Here, in Charleston we are lucky to have some warmer weather thawing us out, but I know that winter still has its hold on the folks up North! And regardless of your geographic location I am sure that everyone could a little gustatory hug as February drags on...
Well, I happen to have the perfect dish -- my father's oyster stew! Of course, you will need some freshly shucked oysters, but even inland states have great seafood markets! Seek one out and try out this simple, elegant dish for your next dinner party.
Papa's Oyster Stew
Every holiday season of my youth my father and I would go buy a Christmas tree together, and then we would buy quarts of freshly shucked oysters to make his famous stew while trimming the tree. Freshly shucked oysters may seem a bit incongruous if you remember that my hometown is the extremely inland hamlet of Columbus, Georgia. But my father's good friends, the Lunsfords, owned Rose Hill Seafood where they brought in oysters straight from Apalachicola, Florida. The flavor of those oysters and especially this stew is the flavor of my childhood.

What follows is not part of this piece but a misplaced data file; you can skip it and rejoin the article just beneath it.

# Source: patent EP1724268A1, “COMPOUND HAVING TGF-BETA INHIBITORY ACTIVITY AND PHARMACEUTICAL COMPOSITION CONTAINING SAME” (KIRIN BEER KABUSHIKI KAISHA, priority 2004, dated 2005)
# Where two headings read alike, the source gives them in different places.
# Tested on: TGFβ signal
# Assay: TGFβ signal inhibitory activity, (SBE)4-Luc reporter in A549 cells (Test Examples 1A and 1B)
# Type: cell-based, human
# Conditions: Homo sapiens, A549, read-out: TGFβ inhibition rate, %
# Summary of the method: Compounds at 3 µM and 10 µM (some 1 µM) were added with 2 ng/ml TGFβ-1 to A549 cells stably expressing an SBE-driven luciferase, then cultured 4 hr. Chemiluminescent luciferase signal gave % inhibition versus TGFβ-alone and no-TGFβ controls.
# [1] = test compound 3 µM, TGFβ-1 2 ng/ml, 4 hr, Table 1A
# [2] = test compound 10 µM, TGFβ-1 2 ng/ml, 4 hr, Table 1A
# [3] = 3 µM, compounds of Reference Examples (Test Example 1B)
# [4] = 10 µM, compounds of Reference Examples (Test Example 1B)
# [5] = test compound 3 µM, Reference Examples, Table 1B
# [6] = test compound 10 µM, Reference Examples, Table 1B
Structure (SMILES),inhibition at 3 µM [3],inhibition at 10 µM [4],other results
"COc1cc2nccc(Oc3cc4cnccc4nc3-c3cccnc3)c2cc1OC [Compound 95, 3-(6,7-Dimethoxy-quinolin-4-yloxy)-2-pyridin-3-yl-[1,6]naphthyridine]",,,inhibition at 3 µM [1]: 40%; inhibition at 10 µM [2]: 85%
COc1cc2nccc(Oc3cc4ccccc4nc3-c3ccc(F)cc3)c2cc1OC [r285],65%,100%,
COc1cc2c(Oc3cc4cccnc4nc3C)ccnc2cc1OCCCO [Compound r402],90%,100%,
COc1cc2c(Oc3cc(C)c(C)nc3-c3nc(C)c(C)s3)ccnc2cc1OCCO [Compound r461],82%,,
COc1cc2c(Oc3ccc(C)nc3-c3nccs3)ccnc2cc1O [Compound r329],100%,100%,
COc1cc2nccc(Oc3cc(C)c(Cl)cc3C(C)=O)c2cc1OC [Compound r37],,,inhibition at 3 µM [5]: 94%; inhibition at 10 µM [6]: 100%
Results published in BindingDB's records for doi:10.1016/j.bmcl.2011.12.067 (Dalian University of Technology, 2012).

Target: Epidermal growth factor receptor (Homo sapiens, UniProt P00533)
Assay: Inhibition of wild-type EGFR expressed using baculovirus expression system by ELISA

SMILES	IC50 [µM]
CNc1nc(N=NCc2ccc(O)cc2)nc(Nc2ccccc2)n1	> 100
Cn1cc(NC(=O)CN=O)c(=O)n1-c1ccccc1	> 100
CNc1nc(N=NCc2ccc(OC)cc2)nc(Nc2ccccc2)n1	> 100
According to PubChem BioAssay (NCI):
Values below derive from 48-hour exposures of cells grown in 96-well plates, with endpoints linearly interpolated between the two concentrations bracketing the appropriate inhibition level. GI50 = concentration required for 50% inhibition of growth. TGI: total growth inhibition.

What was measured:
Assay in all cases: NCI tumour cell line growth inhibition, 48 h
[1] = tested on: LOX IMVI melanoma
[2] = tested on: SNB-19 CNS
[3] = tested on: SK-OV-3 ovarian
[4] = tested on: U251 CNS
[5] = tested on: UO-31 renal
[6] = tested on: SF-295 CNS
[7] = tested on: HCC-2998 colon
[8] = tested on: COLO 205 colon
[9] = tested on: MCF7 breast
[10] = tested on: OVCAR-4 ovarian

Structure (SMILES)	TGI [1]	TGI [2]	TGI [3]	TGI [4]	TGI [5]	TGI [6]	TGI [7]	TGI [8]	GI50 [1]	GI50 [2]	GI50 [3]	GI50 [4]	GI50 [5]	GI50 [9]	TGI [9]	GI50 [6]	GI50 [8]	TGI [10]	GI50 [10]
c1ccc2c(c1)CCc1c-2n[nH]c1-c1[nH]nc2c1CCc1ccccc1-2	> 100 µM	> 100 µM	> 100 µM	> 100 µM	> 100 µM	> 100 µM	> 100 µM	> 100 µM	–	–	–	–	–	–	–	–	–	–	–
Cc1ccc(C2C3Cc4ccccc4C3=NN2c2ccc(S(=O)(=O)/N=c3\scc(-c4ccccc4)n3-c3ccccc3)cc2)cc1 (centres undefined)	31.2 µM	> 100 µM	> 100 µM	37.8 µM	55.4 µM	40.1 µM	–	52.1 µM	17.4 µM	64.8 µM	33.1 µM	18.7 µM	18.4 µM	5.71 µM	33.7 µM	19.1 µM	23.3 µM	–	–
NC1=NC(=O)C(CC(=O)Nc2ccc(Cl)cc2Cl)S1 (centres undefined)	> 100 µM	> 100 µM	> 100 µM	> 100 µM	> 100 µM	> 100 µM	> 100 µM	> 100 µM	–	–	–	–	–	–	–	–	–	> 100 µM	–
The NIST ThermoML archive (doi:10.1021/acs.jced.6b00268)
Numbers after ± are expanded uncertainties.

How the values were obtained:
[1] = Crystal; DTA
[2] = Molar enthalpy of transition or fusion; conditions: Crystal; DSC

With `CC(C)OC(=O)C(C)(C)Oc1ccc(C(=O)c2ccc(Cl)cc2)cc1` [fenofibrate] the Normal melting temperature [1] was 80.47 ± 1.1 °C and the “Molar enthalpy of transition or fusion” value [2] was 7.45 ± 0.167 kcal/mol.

1 quart shucked oysters and their liquor
3 tablespoons unsalted butter
2 cups chopped onion (about 1 medium onion)
3 cups milk
1 cup heavy cream
1 teaspoon kosher salt, more to taste
2 teaspoons freshly ground black pepper
Oyster crackers, for garnish
Place the oysters in a colander set over a bowl to drain off liquor. Reserve liquor and oysters.
Melt butter in a medium pot over medium heat. When foam subsides, add the onions and cook until translucent, about 10 minutes. Add the reserved oyster liquor and cook until reduced by half, about 10 minutes. Add the milk and cream; bring to a simmer. Add the oysters; cook until their outer edges begin to curl, about 5 minutes. Serve hot with oyster crackers.
YIELD: About 4 entree servings
P.S. The stew might require more salt depending on the salinity of the oysters, but it is best not to oversalt at the outset.
P.P.S. I love a lot of black pepper in creamy dishes like this stew, but feel free to use less than the recommended 2 teaspoons if your palate is sensitive to spice.